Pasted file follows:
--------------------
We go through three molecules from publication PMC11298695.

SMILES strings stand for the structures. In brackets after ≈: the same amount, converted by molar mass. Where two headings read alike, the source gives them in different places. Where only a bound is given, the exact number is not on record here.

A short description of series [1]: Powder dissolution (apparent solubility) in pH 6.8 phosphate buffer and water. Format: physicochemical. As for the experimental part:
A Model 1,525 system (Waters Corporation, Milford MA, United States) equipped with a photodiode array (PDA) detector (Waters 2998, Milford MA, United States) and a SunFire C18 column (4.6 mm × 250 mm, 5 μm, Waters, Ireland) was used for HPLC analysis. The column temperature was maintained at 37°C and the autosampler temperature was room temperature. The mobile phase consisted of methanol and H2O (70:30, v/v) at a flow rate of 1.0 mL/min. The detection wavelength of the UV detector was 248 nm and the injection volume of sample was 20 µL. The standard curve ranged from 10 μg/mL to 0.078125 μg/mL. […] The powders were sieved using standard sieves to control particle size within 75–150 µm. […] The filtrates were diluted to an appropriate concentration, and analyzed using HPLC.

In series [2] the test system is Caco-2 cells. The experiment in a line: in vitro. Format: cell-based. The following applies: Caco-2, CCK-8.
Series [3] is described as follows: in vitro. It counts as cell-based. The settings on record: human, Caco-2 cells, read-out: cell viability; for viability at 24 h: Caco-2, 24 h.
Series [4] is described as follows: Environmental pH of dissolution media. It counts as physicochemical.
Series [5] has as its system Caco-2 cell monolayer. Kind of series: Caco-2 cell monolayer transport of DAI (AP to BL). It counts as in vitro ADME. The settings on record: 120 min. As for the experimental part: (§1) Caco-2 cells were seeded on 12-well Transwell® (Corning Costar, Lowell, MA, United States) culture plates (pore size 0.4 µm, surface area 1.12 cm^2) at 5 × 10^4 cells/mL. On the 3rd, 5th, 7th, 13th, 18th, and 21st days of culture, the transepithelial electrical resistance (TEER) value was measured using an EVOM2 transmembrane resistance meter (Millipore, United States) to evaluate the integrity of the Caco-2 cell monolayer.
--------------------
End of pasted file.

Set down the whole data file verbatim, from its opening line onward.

We go through three molecules from publication PMC11298695.

SMILES strings stand for the structures. In brackets after ≈: the same amount, converted by molar mass. Where two headings read alike, the source gives them in different places. Where only a bound is given, the exact number is not on record here.

A short description of series [1]: Powder dissolution (apparent solubility) in pH 6.8 phosphate buffer and water. Format: physicochemical. As for the experimental part:
A Model 1,525 system (Waters Corporation, Milford MA, United States) equipped with a photodiode array (PDA) detector (Waters 2998, Milford MA, United States) and a SunFire C18 column (4.6 mm × 250 mm, 5 μm, Waters, Ireland) was used for HPLC analysis. The column temperature was maintained at 37°C and the autosampler temperature was room temperature. The mobile phase consisted of methanol and H2O (70:30, v/v) at a flow rate of 1.0 mL/min. The detection wavelength of the UV detector was 248 nm and the injection volume of sample was 20 µL. The standard curve ranged from 10 μg/mL to 0.078125 μg/mL. […] The powders were sieved using standard sieves to control particle size within 75–150 µm. […] The filtrates were diluted to an appropriate concentration, and analyzed using HPLC.

In series [2] the test system is Caco-2 cells. The experiment in a line: in vitro. Format: cell-based. The following applies: Caco-2, CCK-8.
Series [3] is described as follows: in vitro. It counts as cell-based. The settings on record: human, Caco-2 cells, read-out: cell viability; for viability at 24 h: Caco-2, 24 h.
Series [4] is described as follows: Environmental pH of dissolution media. It counts as physicochemical.
Series [5] has as its system Caco-2 cell monolayer. Kind of series: Caco-2 cell monolayer transport of DAI (AP to BL). It counts as in vitro ADME. The settings on record: 120 min. As for the experimental part: (§1) Caco-2 cells were seeded on 12-well Transwell® (Corning Costar, Lowell, MA, United States) culture plates (pore size 0.4 µm, surface area 1.12 cm^2) at 5 × 10^4 cells/mL. On the 3rd, 5th, 7th, 13th, 18th, and 21st days of culture, the transepithelial electrical resistance (TEER) value was measured using an EVOM2 transmembrane resistance meter (Millipore, United States) to evaluate the integrity of the Caco-2 cell monolayer.